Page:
(Beirut) – Egyptian authorities should immediately release seven men arrested on September 6, 2014 for allegedly “inciting debauchery,” Human Rights Watch said today. Prosecutor General Hisham Barakat ordered the men detained and “physically examined” after an online video emerged showing the men attending what appeared to be a same-sex marriage ceremony on a Nile riverboat.
The arrests are the latest of a long line of cases in which Egyptian authorities have persecuted men suspected of homosexual conduct. In the most recent convictions, in April, four men were sentenced to up to eight years in prison.
“Over the years, Egyptian authorities have repeatedly arrested, tortured, and detained men suspected of consensual homosexual conduct,” said Graeme Reid, director of the lesbian, gay, bisexual, and transgender (LGBT) rights program at Human Rights Watch. “These arrests represent another assault on fundamental human rights and reflect the Egyptian government’s growing disdain for the rule of law.”
In a statement announcing the arrests, the prosecutor general’s office accused the men of broadcasting footage that “violates public decency,” and urged investigators to quickly refer the suspects to trial, “to protect social values and mete out justice.” The state news agency said that authorities are still searching for two men allegedly involved in the incident, which they have described as a “devilish shameless party.”
One of the men involved in the incident reportedly phoned in to an Egyptian television news program to deny that he was homosexual or that the filmed event was a gay marriage. He said the publication of the video, on YouTube, had made him afraid to appear in public.
As the prosecutor general had directed, the arrested suspects were subjected to forensic anal examinations—a procedure which the Egyptian authorities have used repeatedly in cases of alleged homosexual conduct—and which violates international standards against torture. In the past, those subjected to the examinations in Egypt said they were forced to bend over while a government doctor working for the police massaged their buttocks and examined and sometimes probed their anus.
“Findings” from such examinations have been used in court, though experts have dismissed them as medically and scientifically useless in determining whether consensual anal sex has taken place. Hisham Abdel Hamid, a spokesman for the Health Ministry’s Forensic Medical Authority, announced on September 8 that, based on results of the forensic anal exams, the men were “not homosexuals.”
Egypt does not explicitly criminalize same-sex sexual relations between consenting adults, but same-sex marriage is not legal, and authorities have routinely arrested people suspected of engaging in consensual homosexual conduct on charges of “debauchery.” In October 2013, prosecutors ordered 14 suspects detained and subjected to anal examinations for engaging in homosexual conduct at a medical center in Cairo. In April, four men were convicted of “debauchery” and sentenced to up to eight years in prison after holding parties where authorities found makeup and women’s clothing and which allegedly involved consensual homosexual conduct.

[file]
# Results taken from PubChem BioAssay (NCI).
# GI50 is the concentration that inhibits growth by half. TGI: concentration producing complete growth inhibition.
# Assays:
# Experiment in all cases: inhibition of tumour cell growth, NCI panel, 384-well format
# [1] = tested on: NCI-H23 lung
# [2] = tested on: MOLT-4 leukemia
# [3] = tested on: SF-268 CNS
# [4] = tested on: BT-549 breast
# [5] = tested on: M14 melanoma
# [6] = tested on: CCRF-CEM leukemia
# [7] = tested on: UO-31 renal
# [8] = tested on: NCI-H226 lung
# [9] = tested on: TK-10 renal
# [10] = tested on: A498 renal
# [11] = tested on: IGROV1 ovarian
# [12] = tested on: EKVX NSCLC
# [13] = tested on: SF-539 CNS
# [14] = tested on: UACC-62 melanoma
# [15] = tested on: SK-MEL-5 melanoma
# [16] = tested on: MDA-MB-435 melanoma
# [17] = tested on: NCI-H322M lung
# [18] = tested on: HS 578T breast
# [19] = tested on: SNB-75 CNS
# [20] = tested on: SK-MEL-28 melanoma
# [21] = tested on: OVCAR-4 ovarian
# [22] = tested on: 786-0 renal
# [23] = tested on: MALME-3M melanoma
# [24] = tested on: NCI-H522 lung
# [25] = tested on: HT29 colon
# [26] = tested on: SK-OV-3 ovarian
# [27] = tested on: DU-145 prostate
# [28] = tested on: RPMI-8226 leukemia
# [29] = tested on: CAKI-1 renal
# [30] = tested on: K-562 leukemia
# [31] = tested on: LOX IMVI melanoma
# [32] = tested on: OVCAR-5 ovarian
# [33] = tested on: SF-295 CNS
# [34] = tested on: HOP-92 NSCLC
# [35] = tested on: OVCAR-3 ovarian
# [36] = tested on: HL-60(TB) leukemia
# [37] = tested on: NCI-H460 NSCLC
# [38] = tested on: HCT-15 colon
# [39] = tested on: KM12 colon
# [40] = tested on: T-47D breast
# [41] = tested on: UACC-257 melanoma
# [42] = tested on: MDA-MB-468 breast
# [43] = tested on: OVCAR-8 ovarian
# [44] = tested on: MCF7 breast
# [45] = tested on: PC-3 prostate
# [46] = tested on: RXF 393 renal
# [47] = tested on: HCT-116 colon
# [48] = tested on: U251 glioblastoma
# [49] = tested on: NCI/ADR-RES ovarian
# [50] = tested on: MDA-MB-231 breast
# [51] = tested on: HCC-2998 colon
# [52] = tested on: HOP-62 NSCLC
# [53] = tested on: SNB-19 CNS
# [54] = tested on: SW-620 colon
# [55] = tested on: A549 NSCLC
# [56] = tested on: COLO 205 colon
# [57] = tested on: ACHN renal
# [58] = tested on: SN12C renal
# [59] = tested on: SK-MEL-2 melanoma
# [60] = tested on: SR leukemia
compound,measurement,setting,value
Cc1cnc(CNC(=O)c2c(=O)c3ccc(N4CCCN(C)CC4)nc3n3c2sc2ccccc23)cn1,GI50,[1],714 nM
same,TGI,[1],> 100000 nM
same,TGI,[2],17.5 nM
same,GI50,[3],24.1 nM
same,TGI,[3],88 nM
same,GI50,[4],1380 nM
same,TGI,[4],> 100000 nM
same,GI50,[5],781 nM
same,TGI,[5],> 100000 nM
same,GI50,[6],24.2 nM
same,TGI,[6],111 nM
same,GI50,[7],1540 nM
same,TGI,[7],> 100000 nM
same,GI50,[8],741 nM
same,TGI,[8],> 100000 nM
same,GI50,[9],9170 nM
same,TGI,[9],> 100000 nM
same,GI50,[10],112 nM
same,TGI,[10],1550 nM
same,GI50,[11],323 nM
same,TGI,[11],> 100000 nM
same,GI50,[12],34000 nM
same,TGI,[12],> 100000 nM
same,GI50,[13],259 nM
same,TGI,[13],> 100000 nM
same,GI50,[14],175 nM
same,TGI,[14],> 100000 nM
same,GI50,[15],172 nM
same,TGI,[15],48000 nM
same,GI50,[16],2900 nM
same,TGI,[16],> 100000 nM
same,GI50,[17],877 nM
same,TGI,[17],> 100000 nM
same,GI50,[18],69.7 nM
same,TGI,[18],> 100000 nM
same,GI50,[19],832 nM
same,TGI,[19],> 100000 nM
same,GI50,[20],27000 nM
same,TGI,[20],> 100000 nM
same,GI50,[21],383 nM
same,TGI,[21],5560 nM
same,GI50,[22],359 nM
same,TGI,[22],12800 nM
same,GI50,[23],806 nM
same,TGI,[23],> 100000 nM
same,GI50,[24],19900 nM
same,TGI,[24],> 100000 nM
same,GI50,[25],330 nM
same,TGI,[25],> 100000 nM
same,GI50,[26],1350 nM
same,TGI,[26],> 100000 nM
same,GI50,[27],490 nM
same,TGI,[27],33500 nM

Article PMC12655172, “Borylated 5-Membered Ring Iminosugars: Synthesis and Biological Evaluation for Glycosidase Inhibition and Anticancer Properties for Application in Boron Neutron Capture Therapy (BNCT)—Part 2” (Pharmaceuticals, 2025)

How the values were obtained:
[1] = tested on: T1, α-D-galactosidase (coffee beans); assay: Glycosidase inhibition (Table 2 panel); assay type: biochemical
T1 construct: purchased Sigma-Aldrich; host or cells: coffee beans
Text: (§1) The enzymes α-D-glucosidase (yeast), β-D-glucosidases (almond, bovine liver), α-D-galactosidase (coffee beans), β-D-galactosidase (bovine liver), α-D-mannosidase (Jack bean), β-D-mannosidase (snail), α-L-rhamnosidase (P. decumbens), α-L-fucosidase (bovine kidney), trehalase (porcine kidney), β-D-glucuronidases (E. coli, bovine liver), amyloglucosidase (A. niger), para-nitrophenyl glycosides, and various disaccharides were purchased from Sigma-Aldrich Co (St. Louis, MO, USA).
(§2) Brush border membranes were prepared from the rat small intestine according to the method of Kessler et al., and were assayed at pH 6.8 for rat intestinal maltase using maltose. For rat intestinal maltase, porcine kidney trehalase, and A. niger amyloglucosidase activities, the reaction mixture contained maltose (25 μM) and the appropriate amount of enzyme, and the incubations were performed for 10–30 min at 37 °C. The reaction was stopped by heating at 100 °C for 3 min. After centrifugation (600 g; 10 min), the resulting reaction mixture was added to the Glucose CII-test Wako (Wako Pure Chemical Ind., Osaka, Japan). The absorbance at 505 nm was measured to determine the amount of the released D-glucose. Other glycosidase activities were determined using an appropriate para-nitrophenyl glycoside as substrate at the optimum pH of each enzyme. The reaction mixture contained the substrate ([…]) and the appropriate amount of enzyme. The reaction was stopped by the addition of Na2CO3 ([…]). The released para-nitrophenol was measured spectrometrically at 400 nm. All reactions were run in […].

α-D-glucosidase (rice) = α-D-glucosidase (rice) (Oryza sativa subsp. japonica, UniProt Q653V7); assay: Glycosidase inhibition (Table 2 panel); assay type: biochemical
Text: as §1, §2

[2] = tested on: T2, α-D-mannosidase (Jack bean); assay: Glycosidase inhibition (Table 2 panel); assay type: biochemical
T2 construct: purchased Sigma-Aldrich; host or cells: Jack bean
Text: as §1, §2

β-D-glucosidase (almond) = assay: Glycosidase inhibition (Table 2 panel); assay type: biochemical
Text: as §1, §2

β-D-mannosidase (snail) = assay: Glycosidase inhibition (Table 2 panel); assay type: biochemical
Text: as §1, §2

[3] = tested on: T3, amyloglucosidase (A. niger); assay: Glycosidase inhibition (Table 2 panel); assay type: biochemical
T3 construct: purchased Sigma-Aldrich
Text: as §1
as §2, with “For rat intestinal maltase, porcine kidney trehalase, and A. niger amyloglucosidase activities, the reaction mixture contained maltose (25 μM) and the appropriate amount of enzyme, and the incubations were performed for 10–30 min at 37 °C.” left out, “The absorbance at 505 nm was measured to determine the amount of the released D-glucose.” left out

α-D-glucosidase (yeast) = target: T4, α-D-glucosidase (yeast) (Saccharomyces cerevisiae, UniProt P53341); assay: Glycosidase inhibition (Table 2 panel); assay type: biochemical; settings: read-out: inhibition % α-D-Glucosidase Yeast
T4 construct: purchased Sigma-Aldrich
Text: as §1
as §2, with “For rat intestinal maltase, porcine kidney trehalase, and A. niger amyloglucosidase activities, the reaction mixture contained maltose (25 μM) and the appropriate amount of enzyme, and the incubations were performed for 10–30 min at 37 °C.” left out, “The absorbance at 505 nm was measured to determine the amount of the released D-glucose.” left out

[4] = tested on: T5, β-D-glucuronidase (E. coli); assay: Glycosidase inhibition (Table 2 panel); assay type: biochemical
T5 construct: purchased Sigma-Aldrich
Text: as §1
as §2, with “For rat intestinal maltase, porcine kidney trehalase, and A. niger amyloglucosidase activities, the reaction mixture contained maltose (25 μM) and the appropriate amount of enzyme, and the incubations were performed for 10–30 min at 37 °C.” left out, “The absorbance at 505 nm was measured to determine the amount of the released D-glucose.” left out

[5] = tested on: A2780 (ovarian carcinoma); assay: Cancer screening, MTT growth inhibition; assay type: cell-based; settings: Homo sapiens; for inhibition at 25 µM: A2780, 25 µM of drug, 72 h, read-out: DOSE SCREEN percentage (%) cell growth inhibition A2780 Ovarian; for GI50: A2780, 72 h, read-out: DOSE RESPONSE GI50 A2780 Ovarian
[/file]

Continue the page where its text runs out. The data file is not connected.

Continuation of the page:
The largest such case in recent Egyptian history, known as the Queen Boat Trials, occurred in 2001with the arrests of more than 50 men allegedly involved in a party at a discotheque on a cruise vessel moored in the Nile.
Egyptian authorities have also sexually assaulted women using the excuse of similarly abusive medical examinations. In 2011, seven women were subjected to “virginity tests” by military authorities after protests in Tahrir Square. The military has never adequately investigated the assaults or held any officer accountable.
In 1994, the United Nations Human Rights Committee ruled in the case of Toonen v. Australia that laws criminalizing consensual homosexual conduct between adults violate the rights to nondiscrimination and privacy. The committee monitors state compliance with the International Covenant on Civil and Political Rights, to which Egypt is party. Furthermore, Egypt’s use of forensic anal examinations violates international standards against torture. The U.N. Committee Against Torture, in its 2002 review of Egypt, investigated the issue of forensic anal examinations and called on the government “to prevent all degrading treatment on the occasion of body searches.”
In the 14 months since President Mohamed Morsi was ousted by the military, at least 22,000 Egyptians have been arrested, many of them for expressing political dissent. One Egyptian non-governmental organization has documented over 41,000 arrests or indictments in the same period. Authorities have held many detainees without charge or trial for months, amid mounting reports of torture and other ill-treatment of detainees.
“Egyptian authorities should immediately end the practice of arbitrarily arresting and torturing adults who are privately engaged in consensual sexual relations,” Reid said. “These latest arrests are an ominous indication that President al-Sisi’s government will show no greater respect for the rights of vulnerable groups than its predecessors.”